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Fraud trial of ex-Quebec lieutenant-governor Lise Thibault to resume Oct. 2

Former Quebec lieutenant governor Lise Thibault leaves a courtroom, Monday July 28, 2014 in Quebec City. The fraud trial of Thibault will resume Oct. 2. THE CANADIAN PRESS/Clement Allard

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Former Quebec lieutenant governor Lise Thibault leaves a courtroom, Monday July 28, 2014 in Quebec City. The fraud trial of Thibault will resume Oct. 2. THE CANADIAN PRESS/Clement Allard

QUEBEC - The fraud trial of former Quebec lieutenant-governor Lise Thibault will resume Oct. 2.

Lawyers agreed on the date in a brief court appearance in Quebec City on Tuesday.

Thibault's trial was interrupted at the beginning of August after she suffered an epileptic seizure.

She is on trial after being charged with fraud and breach of trust in connection with more than $700,000 in alleged improper expenses.

The money was allegedly spent on gifts, trips, parties, meals and skiing and golf lessons.

Thibault, 75, held the provincial vice-regal post between 1997 and 2007.

The charges were laid after a joint report filed by former provincial auditor general Renaud Lachance and his federal counterpart at the time, Sheila Fraser.

Thibault's lawyers tried repeatedly to have the case tossed out by arguing that, as the Crown's highest representative in Quebec, she could not be prosecuted by herself.

Trial judge Carol St-Cyr rejected a defence motion in late July that argued the case should be dismissed because of royal immunity.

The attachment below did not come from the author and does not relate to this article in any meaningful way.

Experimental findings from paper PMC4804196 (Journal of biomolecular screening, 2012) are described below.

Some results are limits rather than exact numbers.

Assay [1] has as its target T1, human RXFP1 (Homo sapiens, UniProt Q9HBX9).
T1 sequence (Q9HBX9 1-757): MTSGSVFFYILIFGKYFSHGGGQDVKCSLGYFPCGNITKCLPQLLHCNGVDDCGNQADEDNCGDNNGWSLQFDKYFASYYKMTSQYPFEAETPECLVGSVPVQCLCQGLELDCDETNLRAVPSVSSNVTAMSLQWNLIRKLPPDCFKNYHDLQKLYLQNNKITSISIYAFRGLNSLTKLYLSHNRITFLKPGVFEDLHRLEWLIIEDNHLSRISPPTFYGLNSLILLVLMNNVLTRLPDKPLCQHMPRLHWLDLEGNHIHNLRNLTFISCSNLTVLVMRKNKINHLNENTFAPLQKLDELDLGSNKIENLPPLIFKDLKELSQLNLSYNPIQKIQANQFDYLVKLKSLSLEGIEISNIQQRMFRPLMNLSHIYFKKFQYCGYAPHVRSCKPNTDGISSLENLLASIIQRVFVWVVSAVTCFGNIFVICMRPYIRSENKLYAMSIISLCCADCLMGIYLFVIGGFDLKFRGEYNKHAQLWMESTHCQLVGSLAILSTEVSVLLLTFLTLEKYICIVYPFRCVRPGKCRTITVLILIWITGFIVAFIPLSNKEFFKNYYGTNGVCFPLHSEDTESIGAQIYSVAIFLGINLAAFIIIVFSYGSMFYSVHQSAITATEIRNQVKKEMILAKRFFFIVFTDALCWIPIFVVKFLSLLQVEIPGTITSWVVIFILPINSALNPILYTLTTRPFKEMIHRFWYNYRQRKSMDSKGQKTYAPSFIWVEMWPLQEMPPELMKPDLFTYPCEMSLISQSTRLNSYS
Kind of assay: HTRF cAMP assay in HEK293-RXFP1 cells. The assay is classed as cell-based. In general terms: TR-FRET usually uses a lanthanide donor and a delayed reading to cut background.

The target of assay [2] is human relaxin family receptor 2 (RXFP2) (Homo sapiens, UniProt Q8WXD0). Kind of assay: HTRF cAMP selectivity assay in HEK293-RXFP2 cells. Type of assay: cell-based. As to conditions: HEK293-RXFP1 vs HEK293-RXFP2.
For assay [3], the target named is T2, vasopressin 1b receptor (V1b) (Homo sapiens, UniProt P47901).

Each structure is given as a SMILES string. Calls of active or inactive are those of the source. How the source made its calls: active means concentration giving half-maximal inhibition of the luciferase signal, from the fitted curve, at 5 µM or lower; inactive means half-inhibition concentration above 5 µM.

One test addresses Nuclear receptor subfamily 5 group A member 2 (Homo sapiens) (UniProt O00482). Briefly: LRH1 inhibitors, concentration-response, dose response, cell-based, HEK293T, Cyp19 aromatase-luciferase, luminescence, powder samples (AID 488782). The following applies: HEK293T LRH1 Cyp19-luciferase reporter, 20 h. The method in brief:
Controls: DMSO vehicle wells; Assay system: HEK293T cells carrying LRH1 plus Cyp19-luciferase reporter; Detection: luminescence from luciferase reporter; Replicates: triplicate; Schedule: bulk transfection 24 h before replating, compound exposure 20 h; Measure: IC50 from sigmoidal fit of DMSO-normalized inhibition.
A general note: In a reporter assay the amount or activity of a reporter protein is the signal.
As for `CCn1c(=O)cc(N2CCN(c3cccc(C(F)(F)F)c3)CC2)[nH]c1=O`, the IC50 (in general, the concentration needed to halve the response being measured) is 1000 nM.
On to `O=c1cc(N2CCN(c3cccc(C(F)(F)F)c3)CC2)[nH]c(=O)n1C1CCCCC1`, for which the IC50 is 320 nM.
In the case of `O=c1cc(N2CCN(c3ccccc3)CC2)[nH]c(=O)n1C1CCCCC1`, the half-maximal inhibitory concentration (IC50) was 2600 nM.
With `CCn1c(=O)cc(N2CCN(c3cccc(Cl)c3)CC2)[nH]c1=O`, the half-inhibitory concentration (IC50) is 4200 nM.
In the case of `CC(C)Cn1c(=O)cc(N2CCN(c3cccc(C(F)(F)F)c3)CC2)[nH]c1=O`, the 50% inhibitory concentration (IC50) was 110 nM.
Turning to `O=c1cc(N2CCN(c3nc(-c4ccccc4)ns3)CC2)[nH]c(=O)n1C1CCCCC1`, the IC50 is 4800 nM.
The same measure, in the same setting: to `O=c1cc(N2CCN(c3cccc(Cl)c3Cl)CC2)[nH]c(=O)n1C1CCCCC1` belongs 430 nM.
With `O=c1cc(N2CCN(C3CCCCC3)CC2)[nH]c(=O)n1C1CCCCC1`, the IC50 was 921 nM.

In his ruling, St-Cyr said that because all the evidence had not been heard during the trial, he could not grant Thibault's request to halt proceedings.

The judge also wrote that, according to constitutional law, the lieutenant-governor does not enjoy the same benefits as the Queen.

St-Cyr added that immunity applies only to actions that involve official state functions, not personal ones.

In another petition, Thibault argued she was not a civil servant and could not therefore be charged with breaching the trust of the federal and Quebec governments.

But the judge concluded that Thibault was indeed a public servant because she was appointed to fill a public position.

St-Cyr pointed out that under the Constitution, the lieutenant-governor is a civil servant, adding such an affirmation is even posted on the lieutenant-governor's website.

The Supreme Court of Canada refused to hear Thibault's case in May 2013.

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